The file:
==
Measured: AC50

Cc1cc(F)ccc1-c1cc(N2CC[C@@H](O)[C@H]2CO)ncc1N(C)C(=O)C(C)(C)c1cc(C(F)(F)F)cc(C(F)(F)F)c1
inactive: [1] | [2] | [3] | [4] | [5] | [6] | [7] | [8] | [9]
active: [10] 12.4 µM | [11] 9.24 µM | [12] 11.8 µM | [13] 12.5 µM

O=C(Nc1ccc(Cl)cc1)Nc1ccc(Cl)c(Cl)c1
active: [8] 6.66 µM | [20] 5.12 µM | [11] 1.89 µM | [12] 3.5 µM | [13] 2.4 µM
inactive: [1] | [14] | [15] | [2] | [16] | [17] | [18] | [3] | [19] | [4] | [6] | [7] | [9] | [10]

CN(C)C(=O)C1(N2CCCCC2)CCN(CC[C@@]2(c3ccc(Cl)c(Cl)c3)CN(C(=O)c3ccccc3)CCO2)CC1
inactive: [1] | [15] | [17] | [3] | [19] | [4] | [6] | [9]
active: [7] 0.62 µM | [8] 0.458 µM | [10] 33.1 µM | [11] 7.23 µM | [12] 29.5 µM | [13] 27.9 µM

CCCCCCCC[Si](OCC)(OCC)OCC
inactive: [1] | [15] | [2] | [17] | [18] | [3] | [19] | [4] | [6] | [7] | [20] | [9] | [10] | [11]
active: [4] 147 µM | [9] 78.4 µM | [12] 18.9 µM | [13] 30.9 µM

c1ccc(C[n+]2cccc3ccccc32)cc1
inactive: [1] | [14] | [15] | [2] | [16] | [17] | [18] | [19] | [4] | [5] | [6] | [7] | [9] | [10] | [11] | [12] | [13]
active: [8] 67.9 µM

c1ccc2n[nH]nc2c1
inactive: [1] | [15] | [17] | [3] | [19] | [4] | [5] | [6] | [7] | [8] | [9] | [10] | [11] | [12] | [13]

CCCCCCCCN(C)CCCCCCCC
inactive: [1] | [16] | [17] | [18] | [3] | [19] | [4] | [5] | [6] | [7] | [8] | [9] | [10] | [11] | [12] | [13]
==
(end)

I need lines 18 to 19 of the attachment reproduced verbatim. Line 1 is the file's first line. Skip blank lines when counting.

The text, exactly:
inactive: [1] | [15] | [17] | [3] | [19] | [4] | [5] | [6] | [7] | [8] | [9] | [10] | [11] | [12] | [13]

CCCCCCCCN(C)CCCCCCCC